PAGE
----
Cataract surgery for dogs can be expensive. The procedure itself can add up to a few thousand dollars per eye. If your canine has any underlying conditions, the costs continue to climb as you continue visiting the dog care and your vet prescribes medications for them.
In usual cases, you might get medical bills of over $5,000 depending on the severity of your dog’s health and cataracts. In general, pre-operative expenses are between $500 and $1,000, while the surgery price ranges from $3,000 to $4,500.
While this might seem steep, your dog will see you again and enjoy time with you to the fullest after the surgery. Be sure to observe your dog’s eyes even after the cataract procedure because they can still be susceptible to developing glaucoma and other eye conditions after surgery.
What Happens if a Cataract Goes Untreated in Dogs?
When a cataract is left untreated, your dog can become blind. This is because the cataract completely blocks light from entering the eye through the lens and keeps your dog from seeing. The good news is that the condition is still treatable at that time with surgery, but it can grow into glaucoma without treatment.
Glaucoma is a condition with excess pressure in the eye, which damages the optic nerve. If this nerve is damaged, your dog will encounter permanent blindness in the eye where the nerve sustained the damage.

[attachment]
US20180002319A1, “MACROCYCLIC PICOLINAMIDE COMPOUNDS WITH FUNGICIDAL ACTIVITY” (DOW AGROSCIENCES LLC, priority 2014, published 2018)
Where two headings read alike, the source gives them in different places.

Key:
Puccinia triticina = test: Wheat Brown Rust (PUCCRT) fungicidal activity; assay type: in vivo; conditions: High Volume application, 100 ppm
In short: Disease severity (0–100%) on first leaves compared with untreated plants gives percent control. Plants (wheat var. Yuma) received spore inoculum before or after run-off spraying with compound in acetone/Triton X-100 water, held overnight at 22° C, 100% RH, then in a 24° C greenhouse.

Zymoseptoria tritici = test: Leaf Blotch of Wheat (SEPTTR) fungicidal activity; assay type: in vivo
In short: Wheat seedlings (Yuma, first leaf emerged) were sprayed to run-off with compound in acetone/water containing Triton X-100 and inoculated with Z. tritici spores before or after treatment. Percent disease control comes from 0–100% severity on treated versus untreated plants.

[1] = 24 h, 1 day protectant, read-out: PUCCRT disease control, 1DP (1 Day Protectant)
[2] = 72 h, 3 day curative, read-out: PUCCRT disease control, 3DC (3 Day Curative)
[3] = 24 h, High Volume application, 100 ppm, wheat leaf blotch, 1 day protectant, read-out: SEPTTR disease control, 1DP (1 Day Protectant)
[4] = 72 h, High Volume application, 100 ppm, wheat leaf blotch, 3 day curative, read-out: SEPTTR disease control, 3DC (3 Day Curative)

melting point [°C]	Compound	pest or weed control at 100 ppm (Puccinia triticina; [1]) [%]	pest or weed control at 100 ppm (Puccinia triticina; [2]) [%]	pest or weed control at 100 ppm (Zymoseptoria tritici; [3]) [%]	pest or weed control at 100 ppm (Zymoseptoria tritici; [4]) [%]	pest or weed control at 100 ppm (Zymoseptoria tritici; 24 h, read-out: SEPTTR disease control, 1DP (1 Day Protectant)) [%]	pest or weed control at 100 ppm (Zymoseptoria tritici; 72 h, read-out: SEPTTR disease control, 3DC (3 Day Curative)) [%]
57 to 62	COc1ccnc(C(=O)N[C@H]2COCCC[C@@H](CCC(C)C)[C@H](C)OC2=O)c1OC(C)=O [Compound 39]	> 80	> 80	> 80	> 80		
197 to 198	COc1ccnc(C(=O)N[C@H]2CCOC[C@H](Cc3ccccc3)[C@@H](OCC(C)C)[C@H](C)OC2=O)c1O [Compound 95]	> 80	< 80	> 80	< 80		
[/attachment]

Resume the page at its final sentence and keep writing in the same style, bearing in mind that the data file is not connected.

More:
Understanding that not all cataracts can lead to glaucoma or blindness is essential. Sometimes, they develop only enough to reduce some eyesight. Glaucoma isn’t the only condition that untreated cataracts can cause. Other conditions include:
1. Lens luxation is a condition where the lens can float around out of place.
2. Cataract dissolution, where cataracts dissolve on their own, causing deep inflammation within the eye and leading to uveitis or glaucoma.
3. Uveitis is an inflammatory condition that is painful for your dog and can cause blindness.
List of Dogs That Are Prone to Cataracts
All dog breeds can develop cataracts, but some are more prone to this condition because of genetic traits. Some of these are:
- American Staffordshire Terrier
- Australian Shepherd
- Bichon Frise
- Boston Terrier
- Cocker Spaniel
- French Bulldog
- Labrador Retriever
- Miniature Schnauzer
- Mixed breeds of Poodle
- Siberian Husky
- Silky Terrier
- Shih Tzu
- West Highland White Terrier